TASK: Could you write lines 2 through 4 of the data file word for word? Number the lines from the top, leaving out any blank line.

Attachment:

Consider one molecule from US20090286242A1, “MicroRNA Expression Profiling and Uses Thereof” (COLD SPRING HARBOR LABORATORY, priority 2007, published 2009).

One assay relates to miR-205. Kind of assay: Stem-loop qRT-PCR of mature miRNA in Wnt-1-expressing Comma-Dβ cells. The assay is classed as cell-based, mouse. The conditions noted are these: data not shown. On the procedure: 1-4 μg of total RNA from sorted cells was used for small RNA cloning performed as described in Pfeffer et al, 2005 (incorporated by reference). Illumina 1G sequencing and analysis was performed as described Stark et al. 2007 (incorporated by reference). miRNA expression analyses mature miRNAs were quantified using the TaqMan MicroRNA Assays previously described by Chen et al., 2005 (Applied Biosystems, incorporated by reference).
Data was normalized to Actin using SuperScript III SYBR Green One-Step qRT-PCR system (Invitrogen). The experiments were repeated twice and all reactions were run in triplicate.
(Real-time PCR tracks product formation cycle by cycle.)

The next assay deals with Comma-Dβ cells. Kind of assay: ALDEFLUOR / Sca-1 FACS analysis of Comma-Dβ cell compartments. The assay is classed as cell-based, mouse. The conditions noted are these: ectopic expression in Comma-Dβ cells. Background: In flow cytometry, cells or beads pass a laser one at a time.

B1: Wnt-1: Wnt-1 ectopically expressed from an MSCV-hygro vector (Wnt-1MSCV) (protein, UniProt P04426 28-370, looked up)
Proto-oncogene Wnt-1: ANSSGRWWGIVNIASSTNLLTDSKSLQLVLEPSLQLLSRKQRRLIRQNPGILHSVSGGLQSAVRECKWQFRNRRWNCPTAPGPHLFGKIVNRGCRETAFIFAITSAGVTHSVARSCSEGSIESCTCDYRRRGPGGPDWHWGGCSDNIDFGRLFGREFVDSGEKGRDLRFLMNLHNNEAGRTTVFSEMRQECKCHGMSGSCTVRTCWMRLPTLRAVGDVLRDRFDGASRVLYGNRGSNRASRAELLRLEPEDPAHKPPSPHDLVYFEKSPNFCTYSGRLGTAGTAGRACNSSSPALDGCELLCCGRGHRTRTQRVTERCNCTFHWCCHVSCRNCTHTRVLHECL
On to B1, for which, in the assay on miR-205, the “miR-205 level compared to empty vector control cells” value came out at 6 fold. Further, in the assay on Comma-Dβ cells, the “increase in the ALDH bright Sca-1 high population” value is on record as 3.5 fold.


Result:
One assay relates to miR-205. Kind of assay: Stem-loop qRT-PCR of mature miRNA in Wnt-1-expressing Comma-Dβ cells. The assay is classed as cell-based, mouse. The conditions noted are these: data not shown. On the procedure: 1-4 μg of total RNA from sorted cells was used for small RNA cloning performed as described in Pfeffer et al, 2005 (incorporated by reference). Illumina 1G sequencing and analysis was performed as described Stark et al. 2007 (incorporated by reference). miRNA expression analyses mature miRNAs were quantified using the TaqMan MicroRNA Assays previously described by Chen et al., 2005 (Applied Biosystems, incorporated by reference).
Data was normalized to Actin using SuperScript III SYBR Green One-Step qRT-PCR system (Invitrogen). The experiments were repeated twice and all reactions were run in triplicate.
(Real-time PCR tracks product formation cycle by cycle.)